If you think you have to be serious to be taken seriously–or to get people to do something–you’re wrong. Just ask Barack Obama. In the last few weeks before the sign-up deadline on HealthCare.gov, Obama was a guest on Funny or Die’s “Between Two Ferns with Zach Galifianakis.” In the episode of the satirical interview show, Galifianakis pretends to be ignorant, rude, and oblivious and Obama pretends to not realize Zach is playing a role–he dishes out several catty (and very unpresidential) insults right back at Zach. About halfway into the video, Obama finally gets a chance to plug what he came there for–to urge people (in this case, twenty-somethings) to sign up for coverage. But even as his message gets serious and he provides the practical information about how to sign up, the tone remains goofy enough to keep the target audience engaged. This is where it gets really compelling: the video’s release increased traffic to HealthCare.gov by a stunning 40% from the previous day.
If the President can afford to participate in a little ridiculousness to get his point across, why do so many “business people” seem to see professionalism and humor as mutually exclusive? Assuming you’re as skillful about it as Obama in the example above (the right humor for the right audience at the right moment), you won’t lose credibility just by being momentarily silly. You can represent, market, and sell your brand without limiting yourself to only talking about your brand’s virtues. People don’t follow their favorite kind of paper towels on Twitter because they want to talk to a roll of paper towels, a roll relentless in reminding us of its absorbency properties. They do it because there’s actually engaging humanbeings to connect with on the other end–and people are drawn to each other not just for the information they can exchange, but for the company and the fun of being around each other. If creating an emotional connection can be part of a marketing strategy and and overall brand experience, why not comedy?
Don’t Be Not Funny.
Here’s another baffling thing: when people do use humor, why do they make “jokes” that no one, or at least not their target audience, would actually find funny? I’m thinking about the ubiquitous kind of tutorial that opens with a warning, “Get ready! It’s going to be a wild ride!” and is intended for people over the age of 10. Please try never to do this, unless it’s tongue-in-cheek, and if it is tongue-in-cheek, try to come up with something more original instead. Do research and try to find out what makes the people you’re trying to reach laugh. Read what they read and watch what they watch. Test out your funny content through social media and gauge how well it’s doing by how much people are interacting. Engage with people by asking questions–the kinds of questions their friends would ask.
Accept That Moms Won’t Get Jay-Z References.
Don’t have a foundation of blandly-written content and then try to fortify it with a sprinkling of jokes to seem more accessible. Be deliberate in the brand of humor you use, and keep in mind that even the most clever material could fall flat on the wrong audience. It could take a lot of restraint to not use a super-smart reference to a Jay-Z song, but if you’re trying to reach middle-aged moms, it’s restraint that you’ve got to have. You’re writing a joke to enhance and enliven the overall content; you’re not building content around a joke. Perhaps the latter could be inspiration for a whole new target audience and campaign, though. Maybe the Jay-Z song reference you wanted to use was for a cleaning product (“I’ve got 99 problems but a dirty apartment isn’t one”) normally marketed to “moms,” and now you’re thinking about college students using it for their first apartment. What I’m saying is don’t feel like you have to throw those great ideas away. Tuck them away in a folder with potential for future use. You never know.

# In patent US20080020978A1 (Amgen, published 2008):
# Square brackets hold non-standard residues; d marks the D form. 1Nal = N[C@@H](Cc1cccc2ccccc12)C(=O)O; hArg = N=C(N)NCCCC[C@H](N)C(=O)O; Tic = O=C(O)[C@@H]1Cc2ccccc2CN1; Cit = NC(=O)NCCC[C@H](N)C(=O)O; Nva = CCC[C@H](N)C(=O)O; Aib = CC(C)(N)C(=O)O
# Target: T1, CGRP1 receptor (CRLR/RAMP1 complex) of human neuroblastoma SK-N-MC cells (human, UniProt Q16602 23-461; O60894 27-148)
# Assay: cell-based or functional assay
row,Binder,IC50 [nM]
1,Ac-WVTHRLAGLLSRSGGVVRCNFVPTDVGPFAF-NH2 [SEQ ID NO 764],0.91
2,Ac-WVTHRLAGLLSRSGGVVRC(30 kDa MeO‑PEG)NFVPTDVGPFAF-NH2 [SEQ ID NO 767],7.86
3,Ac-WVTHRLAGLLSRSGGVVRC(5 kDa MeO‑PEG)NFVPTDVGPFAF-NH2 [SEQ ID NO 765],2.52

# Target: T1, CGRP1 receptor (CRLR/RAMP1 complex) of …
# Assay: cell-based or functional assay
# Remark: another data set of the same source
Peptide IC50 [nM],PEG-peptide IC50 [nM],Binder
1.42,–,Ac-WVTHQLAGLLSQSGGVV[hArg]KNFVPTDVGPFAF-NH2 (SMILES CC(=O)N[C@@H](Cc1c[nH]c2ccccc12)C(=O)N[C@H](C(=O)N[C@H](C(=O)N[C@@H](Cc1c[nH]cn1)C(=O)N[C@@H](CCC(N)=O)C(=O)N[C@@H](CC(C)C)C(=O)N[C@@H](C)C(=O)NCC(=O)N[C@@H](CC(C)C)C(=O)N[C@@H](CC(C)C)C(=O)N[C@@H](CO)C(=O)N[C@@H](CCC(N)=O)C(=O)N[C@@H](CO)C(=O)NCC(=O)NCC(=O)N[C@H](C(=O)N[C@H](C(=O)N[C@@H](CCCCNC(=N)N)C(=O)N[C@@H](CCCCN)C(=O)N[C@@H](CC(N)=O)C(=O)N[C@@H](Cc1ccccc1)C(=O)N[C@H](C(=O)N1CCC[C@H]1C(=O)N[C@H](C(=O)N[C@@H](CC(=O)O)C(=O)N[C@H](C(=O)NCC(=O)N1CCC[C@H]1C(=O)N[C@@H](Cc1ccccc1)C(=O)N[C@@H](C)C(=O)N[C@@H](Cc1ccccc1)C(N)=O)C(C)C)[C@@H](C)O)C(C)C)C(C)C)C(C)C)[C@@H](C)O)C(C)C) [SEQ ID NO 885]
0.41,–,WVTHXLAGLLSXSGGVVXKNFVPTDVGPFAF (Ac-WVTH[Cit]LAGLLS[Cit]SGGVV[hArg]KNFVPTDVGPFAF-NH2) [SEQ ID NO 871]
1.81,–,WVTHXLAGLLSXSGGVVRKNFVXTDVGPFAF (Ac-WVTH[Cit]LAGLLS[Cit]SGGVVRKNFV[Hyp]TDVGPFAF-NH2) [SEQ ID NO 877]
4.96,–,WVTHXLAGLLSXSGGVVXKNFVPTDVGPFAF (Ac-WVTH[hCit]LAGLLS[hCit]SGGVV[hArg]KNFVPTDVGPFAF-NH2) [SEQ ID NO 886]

Make @#%& Jokes With Care.
When you do feel like you have your target audience pretty well-pinned and what they find funny, figure out what the proverbial “line” is and how close you can get to it. Don’t tell a @#%& joke just for the sake of telling a @#%& joke, but don’t be afraid to tell a @#%& joke if a @#%& joke is really the perfect joke for your audience. (It’s the difference between guy on a first date telling a @#%& joke because that’s seriously the best he’s got, and a guy telling a @#%& because it’s just the ideal zinger for that moment.) One of our clients is Shiner Smokehouse, and quite frankly (they sells brats and sausages, so pun definitely intended), we’ve been helping them tell some very purposeful, very relevant @#%& jokes to show their sausages to the world–and people seem to really dig it. Sometimes, though, it’s just not necessary to go that big. Some audiences, even if they wouldn’t be “offended” by @#%& jokes, would instead prefer a subtle play on words or humor that’s dry and deadpan.
It’s also usually best, except in rare cases, to steer clear of humor that relies on politics or religion or anything else that’s classically controversial or sensitive. (Notice how the comedic elements of the Obama video mentioned earlier aren’t actually politically-charged.) This should go without saying, but sometimes humor is just totally inappropriate: do not try to be a cheeky funeral home. Otherwise, a good rule of thumb is try to avoid jokes that will make people cry.
You can be professional without being funny, but if you’re funny, it doesn’t disqualify you from being professional. Use humor as strategically as you would any other aspect of your marketing. Know who you’re talking to. Use references that make sense. Don’t get super risqué just for a lazy attempt at attention, but don’t be scared to be risqué when it’s the perfect moment and you’re confident your audience will be receptive to it. Utilize subtly. Try not to make people cry.